In the final trends round-up from me (until next year, of course), I’m looking ahead into 2016 to see what the most exciting developments in mobile will be.
Well, I won’t actually be doing anything other than collating the opinions of a group of people considerably more clued-up than me.
Let’s take a look at their mobile predictions for 2016.
1. Joined-up mobile experience
Gary Elliott, Head of Strategic Services at Rocketmill
We’ll see brands concentrating on what all of these exciting technologies will mean for their customers’ mobile experiences.
The brands that seamlessly connect physical, desktop, mobile and other devices to make one joined-up experience for their customers stand to be very successful.
Dan Thornton, Founder, of The Way of the Web
There will be greater integration between mobile and wearables to make both more effective in actually solving problems.
We’re already seeing shoes with a digital display that can be changed on your mobile, for example.
2. Virtual and augmented reality
Tom McQueen, UK Managing Director at Futurice
We’ll see virtual and augmented reality in consumer end-to-end products and services.
Virtual and augmented was first used in the gaming and porn industry, but in 2016 they will become easier to access for consumers.
Virtual reality will be used in industries such as real estate, sports, entertainment and hospitality.
Immersive experiences also mean that the user experience is spread across platforms, and even into a physical environment.
The headline-grabbing apps will be about virtual reality and also augmented reality, which has been around for several years but hasn’t become mainstream yet.
The combination of the two, along with constantly improving bandwidth, should finally come of age.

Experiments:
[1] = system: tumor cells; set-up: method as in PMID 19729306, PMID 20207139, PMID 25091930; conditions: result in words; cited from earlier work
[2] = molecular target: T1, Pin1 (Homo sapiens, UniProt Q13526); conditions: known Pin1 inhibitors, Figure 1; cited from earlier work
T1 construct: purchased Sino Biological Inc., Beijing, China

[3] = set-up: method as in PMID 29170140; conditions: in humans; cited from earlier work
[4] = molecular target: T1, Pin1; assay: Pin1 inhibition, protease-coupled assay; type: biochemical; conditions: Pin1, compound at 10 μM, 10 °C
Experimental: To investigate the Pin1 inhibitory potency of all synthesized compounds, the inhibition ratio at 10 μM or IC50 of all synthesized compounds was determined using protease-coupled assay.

Carl Uminski, COO and Co-Founder of Somo
We will see virtual reality reach maturity, with mass market use cases in every sector across consumer and enterprise businesses.
3. Heightened security
As mobile phones connect to more and more items in the home, security will take centre stage.
Consumers will have to become increasingly aware of home security beyond the conventional lock, and brands will need to take action in order to protect and reassure customers of their high security standards.
4. The internet of things
There are 5.2bn mobile users in the world. 60% of the American millennials believe that everything will be done on mobile within the next five years (Schibsted Media Group).
There there will be more technology and appliances controlled via mobile by the end of 2016.
We will see more people paying their shopping, checking to hotels and opening their hotel room doors with their phone.
5. Personalised retail
Retail will go even more mobile. Retail is going through a major change, causing the industry to start looking at new ways of providing personal service to the customers.
One of the ways to provide personalised service is to use the consumers’ personal phones as a hub. Instead of developing multiple apps, there will be one for a brand.
As an example of personalisation, the retail industry will use other available technologies to connect to the personal phone.
For instance, creating a 3D model of a person’s body to improve the fashion shopping experience.
6. New approach to products
2016 will usher in a new product era. We will no longer focus on creating responsive or adaptive products but completely re-think how we deliver the right product to the customer in the right place.
Now that you can browse the web within a virtual reality headset, for example, will browsers take a completely different form?
We could see spherical browsers allowing the viewer to interact with content all around them.
7. Mobile apps will impact TV viewing habits
A new era of TV will be huge next year as the shift to app-based viewing grows and traditional viewing begins to disappear.